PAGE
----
Level one testing is only going to identify easy to find and easily exploitable vulnerabilities. This may mean a novice application tester with a vulnerability scanner who takes the results of that scan and confirms that what they see is a vulnerability with some confidence.
Level two is considered to be most applications, specifically an application that handles sensitive information like business to business, healthcare, any business-critical type application. These should be held to a level two standard under the ASVS.
We’re getting to the point now fortunately in the security space, where we’re seeing more requests for level two testing. People are wanting to give testers access to the code so they can do code reviews. They're wanting to give access to the developers during testing so testers can ask questions. This is important because in order to meet the level two standard under the ASVS, security controls have to be in place and effective to keep the application safe.
Level two is where we're really starting to see the average testing being conducted.
This is the high value, high assurance, high safety application: think military, or health and safety, critical infrastructures. When we're talking level three, failure equals direct impact to operations and this requires more in-depth analysis for the architecture, in-depth code analysis, and testing.
This is where there should be a full partnership between the application owners, developers, and the testing teams. Throughout every phase of development and every phase of testing, we can ask questions and coordinate the effort.
The Problem with Levels
The biggest issue with this level structure is that by cordoning off these levels we're almost exponentially seeing a cost increase. And that's because there is so much extra effort involved in jumping from level one to level two and then again from level two to level three. We’re taking time to talk through code concepts, we're taking time to talk through likelihood of successful attack, and things of that nature.
So, we may give some pushback when we start talking about trying to hold an application accountable at level two because it takes substantially more time than it does at level one testing. And these are the things that, as we become increasingly reliant on our digital data, we really have to start changing the way we think about that structure.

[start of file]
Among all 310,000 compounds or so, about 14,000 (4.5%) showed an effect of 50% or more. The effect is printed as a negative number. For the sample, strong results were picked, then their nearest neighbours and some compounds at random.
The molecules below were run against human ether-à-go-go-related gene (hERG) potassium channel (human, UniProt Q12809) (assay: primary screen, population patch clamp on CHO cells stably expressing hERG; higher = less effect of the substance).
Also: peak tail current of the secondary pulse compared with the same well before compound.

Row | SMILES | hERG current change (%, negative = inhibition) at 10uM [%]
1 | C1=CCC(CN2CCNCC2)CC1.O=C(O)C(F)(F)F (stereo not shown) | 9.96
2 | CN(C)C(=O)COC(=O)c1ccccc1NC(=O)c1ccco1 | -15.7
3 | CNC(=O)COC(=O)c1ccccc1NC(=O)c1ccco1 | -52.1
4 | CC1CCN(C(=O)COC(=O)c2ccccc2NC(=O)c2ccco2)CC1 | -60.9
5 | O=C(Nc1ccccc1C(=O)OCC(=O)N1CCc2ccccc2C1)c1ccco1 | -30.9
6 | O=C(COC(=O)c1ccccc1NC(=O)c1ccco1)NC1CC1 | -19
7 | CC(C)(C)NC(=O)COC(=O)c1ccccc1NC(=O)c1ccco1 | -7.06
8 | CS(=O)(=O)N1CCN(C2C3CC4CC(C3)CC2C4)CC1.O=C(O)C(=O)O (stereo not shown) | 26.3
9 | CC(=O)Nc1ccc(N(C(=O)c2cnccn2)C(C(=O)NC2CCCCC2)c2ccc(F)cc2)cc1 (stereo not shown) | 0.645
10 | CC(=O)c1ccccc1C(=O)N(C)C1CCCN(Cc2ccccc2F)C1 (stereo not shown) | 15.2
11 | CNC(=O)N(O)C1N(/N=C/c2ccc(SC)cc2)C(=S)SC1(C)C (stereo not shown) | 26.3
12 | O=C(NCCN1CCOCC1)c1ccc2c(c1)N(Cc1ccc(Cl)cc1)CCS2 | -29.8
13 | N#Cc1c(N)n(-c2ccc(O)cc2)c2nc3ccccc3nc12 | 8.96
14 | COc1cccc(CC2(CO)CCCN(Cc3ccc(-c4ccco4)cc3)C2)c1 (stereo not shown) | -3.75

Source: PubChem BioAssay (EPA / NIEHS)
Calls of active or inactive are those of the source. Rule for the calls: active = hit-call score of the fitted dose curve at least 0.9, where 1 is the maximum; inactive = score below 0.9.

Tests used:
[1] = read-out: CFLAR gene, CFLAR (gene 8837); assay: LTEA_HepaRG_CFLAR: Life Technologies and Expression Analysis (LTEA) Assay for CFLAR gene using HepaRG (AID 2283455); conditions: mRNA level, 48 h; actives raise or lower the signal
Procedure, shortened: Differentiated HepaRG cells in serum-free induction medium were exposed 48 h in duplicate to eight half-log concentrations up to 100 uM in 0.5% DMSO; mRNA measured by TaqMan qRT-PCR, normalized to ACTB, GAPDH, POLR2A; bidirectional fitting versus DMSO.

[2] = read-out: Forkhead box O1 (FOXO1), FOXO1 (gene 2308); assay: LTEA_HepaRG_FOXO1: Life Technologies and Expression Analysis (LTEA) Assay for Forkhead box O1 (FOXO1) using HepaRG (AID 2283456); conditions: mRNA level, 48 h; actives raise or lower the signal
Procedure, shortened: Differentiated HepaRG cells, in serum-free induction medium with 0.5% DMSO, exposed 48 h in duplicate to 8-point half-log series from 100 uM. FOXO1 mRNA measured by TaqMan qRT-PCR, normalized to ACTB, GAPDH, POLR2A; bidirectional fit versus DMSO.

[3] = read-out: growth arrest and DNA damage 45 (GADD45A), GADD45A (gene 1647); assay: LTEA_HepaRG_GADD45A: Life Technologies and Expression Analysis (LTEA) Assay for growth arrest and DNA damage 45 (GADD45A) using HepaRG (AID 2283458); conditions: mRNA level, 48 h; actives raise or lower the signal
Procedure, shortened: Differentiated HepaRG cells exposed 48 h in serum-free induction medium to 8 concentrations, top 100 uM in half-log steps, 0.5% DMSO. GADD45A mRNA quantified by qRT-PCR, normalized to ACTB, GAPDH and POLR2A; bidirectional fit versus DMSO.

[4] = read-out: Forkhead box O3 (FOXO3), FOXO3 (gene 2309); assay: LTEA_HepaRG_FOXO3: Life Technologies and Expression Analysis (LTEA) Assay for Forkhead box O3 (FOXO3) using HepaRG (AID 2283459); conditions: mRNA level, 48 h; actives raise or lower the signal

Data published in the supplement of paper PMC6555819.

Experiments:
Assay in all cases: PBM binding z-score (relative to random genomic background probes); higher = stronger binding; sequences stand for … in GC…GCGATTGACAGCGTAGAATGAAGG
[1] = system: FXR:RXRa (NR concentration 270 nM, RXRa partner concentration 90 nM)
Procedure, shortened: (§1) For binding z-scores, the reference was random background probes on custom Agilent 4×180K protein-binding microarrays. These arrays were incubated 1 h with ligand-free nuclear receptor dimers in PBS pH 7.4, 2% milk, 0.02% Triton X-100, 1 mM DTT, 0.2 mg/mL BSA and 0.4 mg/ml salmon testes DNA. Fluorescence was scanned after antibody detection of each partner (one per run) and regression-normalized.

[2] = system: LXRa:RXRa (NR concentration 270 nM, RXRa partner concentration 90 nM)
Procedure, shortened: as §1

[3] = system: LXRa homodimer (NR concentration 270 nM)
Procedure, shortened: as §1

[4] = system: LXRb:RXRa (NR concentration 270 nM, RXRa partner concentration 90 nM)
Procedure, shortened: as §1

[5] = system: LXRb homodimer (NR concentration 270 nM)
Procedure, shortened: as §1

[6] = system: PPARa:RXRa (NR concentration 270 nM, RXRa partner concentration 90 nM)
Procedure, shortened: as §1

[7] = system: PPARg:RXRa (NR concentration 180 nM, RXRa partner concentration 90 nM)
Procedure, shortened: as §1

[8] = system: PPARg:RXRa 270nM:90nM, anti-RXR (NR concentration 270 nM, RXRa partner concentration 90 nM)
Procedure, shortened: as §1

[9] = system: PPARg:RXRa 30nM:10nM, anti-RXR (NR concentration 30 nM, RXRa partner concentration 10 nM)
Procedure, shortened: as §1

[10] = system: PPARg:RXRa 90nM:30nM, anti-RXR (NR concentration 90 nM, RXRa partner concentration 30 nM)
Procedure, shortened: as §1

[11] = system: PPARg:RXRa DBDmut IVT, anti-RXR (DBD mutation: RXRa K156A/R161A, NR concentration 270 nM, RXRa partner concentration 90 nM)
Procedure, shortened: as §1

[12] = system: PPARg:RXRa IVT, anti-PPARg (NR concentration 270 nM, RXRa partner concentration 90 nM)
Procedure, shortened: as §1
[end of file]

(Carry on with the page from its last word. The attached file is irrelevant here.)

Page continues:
It’s not uncommon for management to push back on application testing when they see the cost involved, but unfortunately, you may have to pay a bit of money for good quality testing.
How OWASP Translates To Dollars
The OWASP testing guide encourages organizations to measure security throughout the entire app development process.
Unfortunately, if we can't make the correlation between costs and the business objectives along with technology risks, then money won’t do what it needs to do for us. OWASP helps us relate the costs of insecure software to the business impact which in turn helps us receive more security funding.
Get your web application assessment sample report to see how you can turn OWASP guidelines into actionable next steps. Looking into mobile applications? We've got a sample report for that, too. Get your mobile application assessment report here.
For further reading, check out this beginner's guide to vulnerability scanning, the 7 application assessment components you don't want to miss in your next review, or pretty much everything you need to know about penetration testing.
Or read the next article in the OWASP series to learn how you can apply OWASP with your internal testing team.